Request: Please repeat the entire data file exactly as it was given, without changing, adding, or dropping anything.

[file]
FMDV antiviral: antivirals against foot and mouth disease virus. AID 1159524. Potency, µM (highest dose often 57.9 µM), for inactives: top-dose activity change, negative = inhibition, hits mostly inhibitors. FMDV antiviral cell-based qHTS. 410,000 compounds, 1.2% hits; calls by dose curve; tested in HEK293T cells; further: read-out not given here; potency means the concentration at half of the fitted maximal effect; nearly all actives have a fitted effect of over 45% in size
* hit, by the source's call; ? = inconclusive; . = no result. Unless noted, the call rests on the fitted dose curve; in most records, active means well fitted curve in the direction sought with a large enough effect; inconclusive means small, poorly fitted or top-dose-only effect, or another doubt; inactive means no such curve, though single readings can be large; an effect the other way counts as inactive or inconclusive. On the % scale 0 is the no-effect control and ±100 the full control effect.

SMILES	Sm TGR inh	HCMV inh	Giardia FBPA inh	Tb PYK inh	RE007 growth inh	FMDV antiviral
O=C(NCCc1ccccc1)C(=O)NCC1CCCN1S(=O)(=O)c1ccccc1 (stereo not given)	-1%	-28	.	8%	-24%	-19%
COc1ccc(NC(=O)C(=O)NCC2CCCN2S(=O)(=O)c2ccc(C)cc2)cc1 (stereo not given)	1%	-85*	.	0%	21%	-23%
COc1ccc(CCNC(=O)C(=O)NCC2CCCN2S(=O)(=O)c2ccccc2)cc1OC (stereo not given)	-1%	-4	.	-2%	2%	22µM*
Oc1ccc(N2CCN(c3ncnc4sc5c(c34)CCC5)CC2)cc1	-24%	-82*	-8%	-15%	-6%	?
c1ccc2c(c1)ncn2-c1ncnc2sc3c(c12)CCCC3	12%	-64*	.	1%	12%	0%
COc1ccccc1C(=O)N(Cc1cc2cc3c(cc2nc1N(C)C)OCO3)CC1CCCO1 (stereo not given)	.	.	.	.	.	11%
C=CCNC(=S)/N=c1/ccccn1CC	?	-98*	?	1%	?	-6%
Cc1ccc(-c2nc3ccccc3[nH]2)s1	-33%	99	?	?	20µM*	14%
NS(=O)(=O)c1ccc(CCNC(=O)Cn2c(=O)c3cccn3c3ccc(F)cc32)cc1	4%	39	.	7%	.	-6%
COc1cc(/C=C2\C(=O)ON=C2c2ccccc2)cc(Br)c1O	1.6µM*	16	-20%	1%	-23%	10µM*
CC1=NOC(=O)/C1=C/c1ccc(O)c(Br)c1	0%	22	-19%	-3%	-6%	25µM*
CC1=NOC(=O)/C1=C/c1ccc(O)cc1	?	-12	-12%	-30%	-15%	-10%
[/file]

FMDV antiviral: antivirals against foot and mouth disease virus. AID 1159524. Potency, µM (highest dose often 57.9 µM), for inactives: top-dose activity change, negative = inhibition, hits mostly inhibitors. FMDV antiviral cell-based qHTS. 410,000 compounds, 1.2% hits; calls by dose curve; tested in HEK293T cells; further: read-out not given here; potency means the concentration at half of the fitted maximal effect; nearly all actives have a fitted effect of over 45% in size
* hit, by the source's call; ? = inconclusive; . = no result. Unless noted, the call rests on the fitted dose curve; in most records, active means well fitted curve in the direction sought with a large enough effect; inconclusive means small, poorly fitted or top-dose-only effect, or another doubt; inactive means no such curve, though single readings can be large; an effect the other way counts as inactive or inconclusive. On the % scale 0 is the no-effect control and ±100 the full control effect.

SMILES	Sm TGR inh	HCMV inh	Giardia FBPA inh	Tb PYK inh	RE007 growth inh	FMDV antiviral
O=C(NCCc1ccccc1)C(=O)NCC1CCCN1S(=O)(=O)c1ccccc1 (stereo not given)	-1%	-28	.	8%	-24%	-19%
COc1ccc(NC(=O)C(=O)NCC2CCCN2S(=O)(=O)c2ccc(C)cc2)cc1 (stereo not given)	1%	-85*	.	0%	21%	-23%
COc1ccc(CCNC(=O)C(=O)NCC2CCCN2S(=O)(=O)c2ccccc2)cc1OC (stereo not given)	-1%	-4	.	-2%	2%	22µM*
Oc1ccc(N2CCN(c3ncnc4sc5c(c34)CCC5)CC2)cc1	-24%	-82*	-8%	-15%	-6%	?
c1ccc2c(c1)ncn2-c1ncnc2sc3c(c12)CCCC3	12%	-64*	.	1%	12%	0%
COc1ccccc1C(=O)N(Cc1cc2cc3c(cc2nc1N(C)C)OCO3)CC1CCCO1 (stereo not given)	.	.	.	.	.	11%
C=CCNC(=S)/N=c1/ccccn1CC	?	-98*	?	1%	?	-6%
Cc1ccc(-c2nc3ccccc3[nH]2)s1	-33%	99	?	?	20µM*	14%
NS(=O)(=O)c1ccc(CCNC(=O)Cn2c(=O)c3cccn3c3ccc(F)cc32)cc1	4%	39	.	7%	.	-6%
COc1cc(/C=C2\C(=O)ON=C2c2ccccc2)cc(Br)c1O	1.6µM*	16	-20%	1%	-23%	10µM*
CC1=NOC(=O)/C1=C/c1ccc(O)c(Br)c1	0%	22	-19%	-3%	-6%	25µM*
CC1=NOC(=O)/C1=C/c1ccc(O)cc1	?	-12	-12%	-30%	-15%	-10%